Since their formation in 2007, Lost Gravity have recorded and self-released 3 EPs through lead singer Breno Val‘s record company Priston Records. But their debut self-titled album here signals the transition to full releases, and it is immediately clear that their confidence has grown tremendously over the past 7 years.
‘What Goes Around Comes Around‘ gets things rolling with a killer riff and one that will immediately get you hooked. So too does it set the tone for a musically solid record with plenty of promise and apparent talent by the skip-load. ‘Changes‘ follows with just as much energy as its predecessor and the influences begin to rear their heads with a distinctly Soundgarden-esque quality to it all.
‘Alone‘ sees a shift toward the rock ballad, and again the instrumentation is weighted tremendously with the gentle verses and big, dramatic choruses that wash over you like high tide. This is however where we begin to identify the key crux to ‘Lost Gravity‘ and that is that on occasion, the vocals ca feel a little stereotypical. Breno Val knows how a rock singer should typically sound, but there’s just something slightly off-kilter. At times, he sounds like Offspring‘s Dexter Holland, and other times it can become a bit of an audio caricature.
That said, Val more than makes up for these deficiencies with his lead guitar duties. This man knows his way around a fret board and effects pedals, and as previously mentioned, this album contains some of the best riffs you’ll hear all year. ‘All the Same‘ ends with the type of stunning guitar solo you would expect from those widely regarded as modern guitar heroes. Come to mention it, the track on the whole sees Lost Gravity at an absolute pinnacle here, with every note resonating and sticking within you with so much ease. This is smooth, handsome rock and roll, my friend, and this is where this trio really succeeds.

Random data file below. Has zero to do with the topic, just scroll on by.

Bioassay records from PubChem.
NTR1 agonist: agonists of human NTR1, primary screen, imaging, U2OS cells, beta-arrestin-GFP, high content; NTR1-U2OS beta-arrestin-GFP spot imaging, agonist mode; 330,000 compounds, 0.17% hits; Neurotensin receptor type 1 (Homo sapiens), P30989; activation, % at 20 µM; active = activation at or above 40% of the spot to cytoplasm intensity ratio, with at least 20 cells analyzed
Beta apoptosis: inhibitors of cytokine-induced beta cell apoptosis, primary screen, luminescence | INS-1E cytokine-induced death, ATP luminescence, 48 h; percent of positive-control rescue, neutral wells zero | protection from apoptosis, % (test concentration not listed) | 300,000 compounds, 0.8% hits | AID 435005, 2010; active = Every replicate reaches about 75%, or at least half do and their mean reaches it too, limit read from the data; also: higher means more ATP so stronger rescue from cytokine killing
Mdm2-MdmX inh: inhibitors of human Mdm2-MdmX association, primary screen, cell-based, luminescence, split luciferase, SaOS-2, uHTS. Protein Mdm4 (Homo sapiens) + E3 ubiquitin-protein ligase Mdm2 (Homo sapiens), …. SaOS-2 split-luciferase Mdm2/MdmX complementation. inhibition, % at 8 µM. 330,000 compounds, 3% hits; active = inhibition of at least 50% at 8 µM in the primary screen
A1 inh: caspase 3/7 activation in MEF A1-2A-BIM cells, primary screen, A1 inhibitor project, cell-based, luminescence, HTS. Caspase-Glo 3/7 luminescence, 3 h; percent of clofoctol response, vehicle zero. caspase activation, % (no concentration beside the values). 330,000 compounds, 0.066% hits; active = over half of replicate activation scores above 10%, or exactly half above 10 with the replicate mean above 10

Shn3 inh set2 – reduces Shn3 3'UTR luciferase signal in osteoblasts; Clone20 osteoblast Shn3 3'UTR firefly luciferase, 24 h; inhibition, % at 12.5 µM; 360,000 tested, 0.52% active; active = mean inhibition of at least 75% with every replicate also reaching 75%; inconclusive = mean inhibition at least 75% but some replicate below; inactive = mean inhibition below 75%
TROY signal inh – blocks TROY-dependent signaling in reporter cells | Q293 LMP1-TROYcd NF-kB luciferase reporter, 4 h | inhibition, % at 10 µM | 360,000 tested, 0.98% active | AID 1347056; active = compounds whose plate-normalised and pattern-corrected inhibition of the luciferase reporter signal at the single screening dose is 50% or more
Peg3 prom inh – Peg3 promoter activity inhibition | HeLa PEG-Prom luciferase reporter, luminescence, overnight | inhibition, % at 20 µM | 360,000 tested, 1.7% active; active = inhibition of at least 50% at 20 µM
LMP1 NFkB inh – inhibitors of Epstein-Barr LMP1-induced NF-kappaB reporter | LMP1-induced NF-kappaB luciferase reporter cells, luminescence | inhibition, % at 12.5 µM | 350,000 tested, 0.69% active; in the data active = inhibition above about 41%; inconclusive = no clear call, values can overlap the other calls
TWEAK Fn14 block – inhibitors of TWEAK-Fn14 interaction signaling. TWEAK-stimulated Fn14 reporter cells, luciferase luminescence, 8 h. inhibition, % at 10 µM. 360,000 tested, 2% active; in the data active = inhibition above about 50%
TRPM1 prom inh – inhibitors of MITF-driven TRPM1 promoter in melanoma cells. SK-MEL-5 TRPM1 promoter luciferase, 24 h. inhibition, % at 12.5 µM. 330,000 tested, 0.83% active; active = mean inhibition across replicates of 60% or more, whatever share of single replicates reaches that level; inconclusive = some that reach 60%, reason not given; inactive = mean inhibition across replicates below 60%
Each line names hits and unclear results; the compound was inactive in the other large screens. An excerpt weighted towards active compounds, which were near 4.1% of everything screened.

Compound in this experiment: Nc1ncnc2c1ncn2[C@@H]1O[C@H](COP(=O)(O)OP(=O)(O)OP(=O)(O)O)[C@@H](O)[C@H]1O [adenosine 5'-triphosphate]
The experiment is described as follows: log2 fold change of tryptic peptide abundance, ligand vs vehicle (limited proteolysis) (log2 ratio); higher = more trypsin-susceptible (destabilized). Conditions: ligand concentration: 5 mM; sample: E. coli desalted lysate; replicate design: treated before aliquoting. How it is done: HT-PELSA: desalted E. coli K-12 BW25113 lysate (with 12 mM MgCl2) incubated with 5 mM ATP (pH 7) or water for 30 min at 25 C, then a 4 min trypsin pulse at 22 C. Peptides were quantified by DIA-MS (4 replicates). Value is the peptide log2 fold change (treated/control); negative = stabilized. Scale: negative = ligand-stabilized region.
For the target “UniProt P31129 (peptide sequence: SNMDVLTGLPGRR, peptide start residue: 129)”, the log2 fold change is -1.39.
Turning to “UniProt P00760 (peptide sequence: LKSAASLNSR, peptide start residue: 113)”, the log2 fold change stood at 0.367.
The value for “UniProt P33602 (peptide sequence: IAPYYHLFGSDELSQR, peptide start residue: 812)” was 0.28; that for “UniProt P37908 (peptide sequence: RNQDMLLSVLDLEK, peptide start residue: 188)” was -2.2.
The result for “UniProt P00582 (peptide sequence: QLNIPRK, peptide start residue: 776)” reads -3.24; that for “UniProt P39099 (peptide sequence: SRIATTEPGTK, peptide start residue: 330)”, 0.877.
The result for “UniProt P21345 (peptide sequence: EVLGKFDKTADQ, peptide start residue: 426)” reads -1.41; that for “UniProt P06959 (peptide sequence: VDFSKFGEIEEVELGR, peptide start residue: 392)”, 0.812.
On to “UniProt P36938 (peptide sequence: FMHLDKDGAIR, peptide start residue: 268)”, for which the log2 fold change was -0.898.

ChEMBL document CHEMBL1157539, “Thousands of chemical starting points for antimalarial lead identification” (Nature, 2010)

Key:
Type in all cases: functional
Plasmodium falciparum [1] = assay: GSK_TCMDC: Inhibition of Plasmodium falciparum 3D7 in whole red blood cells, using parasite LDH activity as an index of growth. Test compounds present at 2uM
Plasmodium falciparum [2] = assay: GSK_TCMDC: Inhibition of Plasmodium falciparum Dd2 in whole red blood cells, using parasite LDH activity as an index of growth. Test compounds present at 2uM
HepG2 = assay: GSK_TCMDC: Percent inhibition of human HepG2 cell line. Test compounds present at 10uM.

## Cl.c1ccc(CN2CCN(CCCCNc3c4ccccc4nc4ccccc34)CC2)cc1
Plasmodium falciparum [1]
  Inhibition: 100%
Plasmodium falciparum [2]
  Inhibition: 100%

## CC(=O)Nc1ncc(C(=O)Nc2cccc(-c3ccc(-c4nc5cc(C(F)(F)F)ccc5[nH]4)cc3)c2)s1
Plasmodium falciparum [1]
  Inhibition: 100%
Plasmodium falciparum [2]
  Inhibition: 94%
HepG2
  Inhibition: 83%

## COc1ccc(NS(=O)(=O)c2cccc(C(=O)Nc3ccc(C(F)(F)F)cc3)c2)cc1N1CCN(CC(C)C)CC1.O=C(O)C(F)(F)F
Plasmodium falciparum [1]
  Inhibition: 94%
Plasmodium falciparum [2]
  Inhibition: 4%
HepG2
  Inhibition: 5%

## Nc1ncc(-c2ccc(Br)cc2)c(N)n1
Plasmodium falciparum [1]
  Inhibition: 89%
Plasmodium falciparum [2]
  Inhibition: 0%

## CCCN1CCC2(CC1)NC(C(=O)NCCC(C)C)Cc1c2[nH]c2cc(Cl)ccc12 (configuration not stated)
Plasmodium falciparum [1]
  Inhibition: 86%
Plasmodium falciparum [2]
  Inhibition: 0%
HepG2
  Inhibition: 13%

So too does this track set in motion a monstrous closing triumvirate, with ‘Venom In A Vial‘ possessing a much tougher edge than the rest of their material and incorporating a bit of metal into thei sound, before ‘Walk On‘ pulls out all the stops. Earth shattering riff? Check. Manic yet encapsulating drums? Present and accounted for. Big choruses? You bet. A fake ending before bursting back into another face melting guitar solo? You’re god-damn right.
Lost Gravity sure know how to write a record a song, and while they haven’t quite perfected every quality, there’s enough here for the lyrics to get stuck in your head and for most of the tracks to be memorable. There is always more work to be done, but for a band that is writing, recording, financing and releasing all of their own stuff right now, this is truly a power trio in the making.